A year before I became pregnant, I ran the Edinburgh Marathon. I finished in 3hrs 30mins 11secs, achieving my goal of qualifying for the Boston Marathon. But when the registration period came round in September, I didn’t enter. My 35-40 age-group was a stark reminder that if I wanted to have a family, I should probably make that my new goal.
When I watched the 2017 race, I was already pregnant. I was still running about 18 miles a week and would do so until I hit seven months. As I planned for the arrival of my son, assembling his cot and packing my hospital bag, I started to make plans for running too.
Like many pregnant runners, I’d watched with envy as friends entered races and smashed their PBs. I felt huge as I struggled to walk across the park and I couldn’t imagine ever running again. Still, I made plans for it. Six weeks is the widely reported (and optimistic) timeframe from birth to running. I counted out those weeks from my due date in my diary and circled the day. I looked at races for the following months, having to physically restrain myself from entering them.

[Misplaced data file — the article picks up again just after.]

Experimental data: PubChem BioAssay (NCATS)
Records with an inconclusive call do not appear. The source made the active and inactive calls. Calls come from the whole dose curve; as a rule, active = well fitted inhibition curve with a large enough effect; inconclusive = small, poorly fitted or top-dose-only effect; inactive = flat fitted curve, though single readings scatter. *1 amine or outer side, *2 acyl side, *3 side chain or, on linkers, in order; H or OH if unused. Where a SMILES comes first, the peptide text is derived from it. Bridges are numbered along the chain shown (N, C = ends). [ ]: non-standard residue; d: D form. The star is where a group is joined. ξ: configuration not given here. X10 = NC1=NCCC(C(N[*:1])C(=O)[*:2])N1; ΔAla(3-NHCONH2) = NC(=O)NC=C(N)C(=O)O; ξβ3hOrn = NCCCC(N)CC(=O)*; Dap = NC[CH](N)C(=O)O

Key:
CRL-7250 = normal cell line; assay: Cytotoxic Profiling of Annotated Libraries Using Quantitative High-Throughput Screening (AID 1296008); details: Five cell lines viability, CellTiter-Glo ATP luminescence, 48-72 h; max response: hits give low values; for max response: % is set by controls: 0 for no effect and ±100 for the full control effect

My son arrived in early December 2017, and at that same moment any impatience I had to start running again disappeared. I knew I’d run again. But I was in no rush. Those first six weeks flew by in a haze of feeds, nappies and occasional sleep. We got to know each other over late nights and long walks, and all the time my body was healing.
It was eight weeks after birth, and after I’d seen a postnatal physio, that I took my first tentative steps as a runner again. I’d been away for four months, but running was still there when I decided to return.
Whether you’re injured, pregnant or just taking a break, there’s no expiration date on your relationship with running. It will be there waiting for you.
Laura Fountain is a mother, a running coach, a personal trainer, a marathon runner and the author of The Lazy Runner and Tricurious.
Follow Laura @lazygirlrunning